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Five Days of Notre Dame Takes: Was Drew Pyne Delusional?

Pyne’s December portal entrance hastened the inevitable, but the reasoning is head-scratching

NCAA Football: Notre Dame at Southern California Gary A. Vasquez-USA TODAY Sports

Whew! It’s been a while since I’ve been on here because final exams are a mother. But I’m back and, to make up for lost time, I have TAKES: five of them, one for each golden ring of the holiday season. Some may be hot, some may be cold and some may just be. So stay tuned over the next five days, and hopefully this one will set a nice tone to keep you on the edge of your seat.

When it comes to evaluating Drew Pyne’s decision to enter the transfer portal a month in advance of Notre Dame’s bowl game, all I have to go on is external evidence. So if you know what’s going through Pyne’s head right now, you know better than me. But to an outsider, the only word to describe Pyne is delusional.

Rather than wait until after spring practice, during which time he would a) get his degree and b) have a non-zero chance of staking his claim to the starting quarterback job for 2023, Pyne decided to enter the portal. That was right after Marcus Freeman told him that Notre Dame planned to take a transfer quarterback.

It’s been speculated that Pyne and his camp didn’t appreciate the idea of bringing in a transfer to compete against a guy who went 8-2 as the starting quarterback for the Irish. Assuming all that’s true, I feel the need to ask… was Drew Pyne the only person unaware that Notre Dame was going to bring in a transfer quarterback this offseason? Because it seemed pretty obvious to me, every Notre Dame follower with any common sense and even Pyne’s fellow quarterback Tyler Buchner.

Well, to be completely honest, it’s not just out of injury concerns. Because even before Buchner’s season-ending injury, Notre Dame was about to lose to Marshall. And then, Notre Dame lost to Stanford.

Marshall and Stanford.

The quarterbacks on the Irish roster heading into the 2022 season were some combination of unprepared and incapable when it came to playing competent football. That’s how the Irish lost to the Herd and Cardinal and were one bobbled Hail Mary away from the unthinkable against Cal.

Forget what the ceiling could have been; the bottom completely fell out at the position. Declining to bring in a transfer quarterback after what happened this season would be—to borrow a certain Notre Dame beat writer’s favorite two words—roster malpractice.™

It’s really this simple: the starting quarterback at Notre Dame cannot miss the best tight end in the country running wide open like this, let alone throw a pick-six on the same play.

The starting quarterback at Notre Dame can’t throw this interception in a must-score situation against Marshall.

The starting quarterback at Notre Dame can’t airmail this pass to Braden Lenzy and then proceed to lose to Stanford at home.

Bringing in a transfer quarterback is about separating the wheat from the chaff. That’s not to say Pyne and Buchner (and Steve Angeli) are lost causes. Players get better with experience. That’s why Buchner’s 10-game absence was a travesty for a guy that missed two full seasons of high school football. And to be sure Pyne showed growth from where he started to where he ended the season, but it was not a linear journey from point A to point B.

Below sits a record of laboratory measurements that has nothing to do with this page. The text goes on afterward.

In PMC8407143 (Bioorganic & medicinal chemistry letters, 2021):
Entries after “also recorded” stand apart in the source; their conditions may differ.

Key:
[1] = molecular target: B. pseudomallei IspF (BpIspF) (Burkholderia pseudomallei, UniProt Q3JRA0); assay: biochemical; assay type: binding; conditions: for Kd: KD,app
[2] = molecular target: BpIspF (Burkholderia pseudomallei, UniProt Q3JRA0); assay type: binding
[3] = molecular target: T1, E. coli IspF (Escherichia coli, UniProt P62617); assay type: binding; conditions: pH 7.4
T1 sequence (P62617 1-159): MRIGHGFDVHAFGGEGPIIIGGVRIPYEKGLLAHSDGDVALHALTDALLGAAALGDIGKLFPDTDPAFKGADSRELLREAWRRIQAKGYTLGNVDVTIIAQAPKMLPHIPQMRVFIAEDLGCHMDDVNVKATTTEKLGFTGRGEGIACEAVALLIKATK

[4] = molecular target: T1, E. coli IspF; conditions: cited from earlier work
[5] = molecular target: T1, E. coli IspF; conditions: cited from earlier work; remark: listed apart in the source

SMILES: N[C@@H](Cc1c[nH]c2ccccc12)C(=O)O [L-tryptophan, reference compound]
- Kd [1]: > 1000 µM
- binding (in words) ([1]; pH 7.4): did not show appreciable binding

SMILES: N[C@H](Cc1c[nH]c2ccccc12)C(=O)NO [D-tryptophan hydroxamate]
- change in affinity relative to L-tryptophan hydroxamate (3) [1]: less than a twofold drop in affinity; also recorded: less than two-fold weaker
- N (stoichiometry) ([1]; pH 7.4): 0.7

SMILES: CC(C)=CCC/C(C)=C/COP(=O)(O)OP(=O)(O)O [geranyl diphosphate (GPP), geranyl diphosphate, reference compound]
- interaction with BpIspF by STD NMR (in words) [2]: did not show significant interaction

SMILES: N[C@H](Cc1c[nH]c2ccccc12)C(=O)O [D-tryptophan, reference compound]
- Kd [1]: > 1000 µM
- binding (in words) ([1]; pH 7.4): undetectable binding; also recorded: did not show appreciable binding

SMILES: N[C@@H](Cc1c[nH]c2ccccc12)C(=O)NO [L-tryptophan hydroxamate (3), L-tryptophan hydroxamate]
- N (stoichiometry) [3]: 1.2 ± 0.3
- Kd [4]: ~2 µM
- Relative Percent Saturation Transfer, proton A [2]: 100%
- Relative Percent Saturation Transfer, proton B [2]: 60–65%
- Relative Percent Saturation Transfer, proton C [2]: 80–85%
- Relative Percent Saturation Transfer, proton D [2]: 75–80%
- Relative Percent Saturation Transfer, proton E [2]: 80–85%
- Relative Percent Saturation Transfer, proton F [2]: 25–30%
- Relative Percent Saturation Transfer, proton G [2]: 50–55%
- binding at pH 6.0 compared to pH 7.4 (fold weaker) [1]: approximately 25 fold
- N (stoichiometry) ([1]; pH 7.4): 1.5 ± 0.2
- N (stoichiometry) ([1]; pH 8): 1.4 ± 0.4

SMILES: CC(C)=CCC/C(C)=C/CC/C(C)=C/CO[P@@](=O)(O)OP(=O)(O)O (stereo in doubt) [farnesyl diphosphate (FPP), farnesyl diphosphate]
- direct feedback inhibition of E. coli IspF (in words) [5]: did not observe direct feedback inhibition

Yes, Pyne finished No. 20 in the country in passer rating at 155.27, the fourth-best mark in Notre Dame history. But Marshall and Stanford still happened. As did the first quarter of the Cal game. And the second half against Navy. And the majority of the UNLV game. And a 9-17 passing performance for 85 yards against Clemson (no interceptions though!).

In short, Drew Pyne is a serviceable but wildly inconsistent college quarterback at the Power-5 level. He had some high highs, some low lows and quite a bit of mediocrity this season. I have to think he’s entering the portal out of a sense of pride because I can’t imagine he’s leaving early to entice other portal players to accompany him.

Pyne isn’t a talent-attracting quarterback. He piggybacked on the talent around him at Notre Dame more than he enhanced it. To be fair, Ian Book wasn’t a whole lot better—although Book at least showed he could rely on multiple players from Miles Boykin to Chase Claypool to Javon McKinley to Ben Skowronek. With Pyne, it was Michael Mayer or bust aside from the occasional Deion Colzie third-down conversion.

Still, with the personnel the Irish have on the lines and at running back, that approach can win enough games to make a bowl. But it won’t win the big one for the Irish. Notre Dame isn’t Georgia; it’s going to take more than a “pretty good”— or, in Pyne’s case, “fine”—quarterback to compete for championships. We’ve known this since Trevor Lawrence gave Notre Dame a rude awakening in the second quarter of that 2018 Cotton Bowl.

Clemson v Notre Dame Photo by Michael Reaves/Getty Images

I’ve got nothing against Drew Pyne, and I wish him all the best. The frustration directed at him this season was largely misplaced, and anyone who was begging for Angeli to replace him was idiotic. I’d absolutely want Pyne in the quarterback room next season, but I realize that isn’t how college football works in the transfer portal era.

Of course, Pyne was probably going to transfer anyway, so he’s really only expedited the process. But he’s letting his pride blind him to reality and depriving himself of a chance to leave Notre Dame as a winner. That truly is a shame for a guy who conjured up every last ounce of ability within himself to salvage Marcus Freeman’s first season from the brink of disaster and succeeded.